This week is Part II of vulvovaginal health.
This week's question: what are the two most common types of vaginal infections and why do I get them?
As mentioned on last week's post, the two most common vaginal infections are yeast infection and bacterial vaginosis.
So....What causes yeast infections?
Yeast infection, also called Candidiasis is caused by the fungus Candida. Candida is actually a part of the normal vaginal flora (environment) in very small amounts. However, whenever there is a shift or change in the vaginal flora this shift may alter the balance of bacteria and yeast, causing overgrowth.
What are some risks for developing yeast infections?
Some women may develop a shift in the vaginal flora after use of certain antibiotics which may kill off the normal vaginal bacteria that keeps the yeast in check. Pregnancy may also cause shifts in the vaginal flora and may cause yeast overgrowth. Certain diseases such as diabetes may also increase yeast overgrowth. Other causes of yeast infection are some vaginal hygiene products which may alter the vaginal flora causing yeast overgrowth.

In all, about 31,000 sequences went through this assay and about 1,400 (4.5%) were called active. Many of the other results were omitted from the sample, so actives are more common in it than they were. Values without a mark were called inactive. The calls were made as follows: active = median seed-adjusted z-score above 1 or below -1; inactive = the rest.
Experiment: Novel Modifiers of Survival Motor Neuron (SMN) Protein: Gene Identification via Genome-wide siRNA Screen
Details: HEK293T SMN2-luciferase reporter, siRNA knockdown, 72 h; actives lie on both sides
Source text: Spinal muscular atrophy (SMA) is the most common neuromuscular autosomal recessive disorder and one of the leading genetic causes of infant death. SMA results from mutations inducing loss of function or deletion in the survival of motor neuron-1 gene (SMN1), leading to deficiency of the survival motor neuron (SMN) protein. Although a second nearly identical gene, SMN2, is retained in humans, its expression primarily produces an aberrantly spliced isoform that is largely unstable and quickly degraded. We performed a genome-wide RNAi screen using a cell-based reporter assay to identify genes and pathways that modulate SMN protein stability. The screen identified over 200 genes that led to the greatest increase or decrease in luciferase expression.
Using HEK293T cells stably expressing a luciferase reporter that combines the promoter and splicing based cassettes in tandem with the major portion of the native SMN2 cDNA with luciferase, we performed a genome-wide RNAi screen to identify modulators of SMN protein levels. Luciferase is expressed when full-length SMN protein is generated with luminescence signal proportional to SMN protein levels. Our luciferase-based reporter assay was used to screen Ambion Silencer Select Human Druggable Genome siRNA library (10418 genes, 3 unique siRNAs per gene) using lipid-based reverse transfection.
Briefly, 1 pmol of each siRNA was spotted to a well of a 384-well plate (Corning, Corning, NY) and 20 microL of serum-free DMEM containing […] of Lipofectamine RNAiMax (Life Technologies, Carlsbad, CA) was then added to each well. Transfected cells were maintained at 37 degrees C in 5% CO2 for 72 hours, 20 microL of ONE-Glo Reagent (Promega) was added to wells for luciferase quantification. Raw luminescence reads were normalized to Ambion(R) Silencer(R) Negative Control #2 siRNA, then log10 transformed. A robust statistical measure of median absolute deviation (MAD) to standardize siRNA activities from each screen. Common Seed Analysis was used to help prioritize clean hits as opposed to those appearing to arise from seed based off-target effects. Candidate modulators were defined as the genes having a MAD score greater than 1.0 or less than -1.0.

Signs/Symptoms of yeast infection
1) itching outside the vagina
2) Burning or redness or swelling outside the vagina
3) Vaginal discharge that is white, lumpy and odorless.
Treatment for yeast infection
Currently there are many effective over the counter medications to treat yeast infections. However, it is important that you see or discuss with your gynecologist to ensure that you have the correct diagnosis.
What is Bacterial Vaginosis?
Bacterial Vaginosis or BV is an overgrowth of the naturally occurring vaginal bacteria, causes are similar to yeast infection.
Signs/Symptoms of BV
1) Increased runny vaginal discharge with, most often a grayish color.
2) Strong 'fishy' vaginal malodor with the discharge
Unlike yeast, itching in BV is not very common but may indicate that both yeast and bacterial overgrowth is present.
Treatment for BV
BV requires prescription antibiotics that may be taken either by mouth or as a vaginal suppository or insert.
As always if you experience any vaginal symptoms that are not within your 'norm' or have further questions regarding your vulvovaginal health, please visit your GYN today.
Until next week Gals!!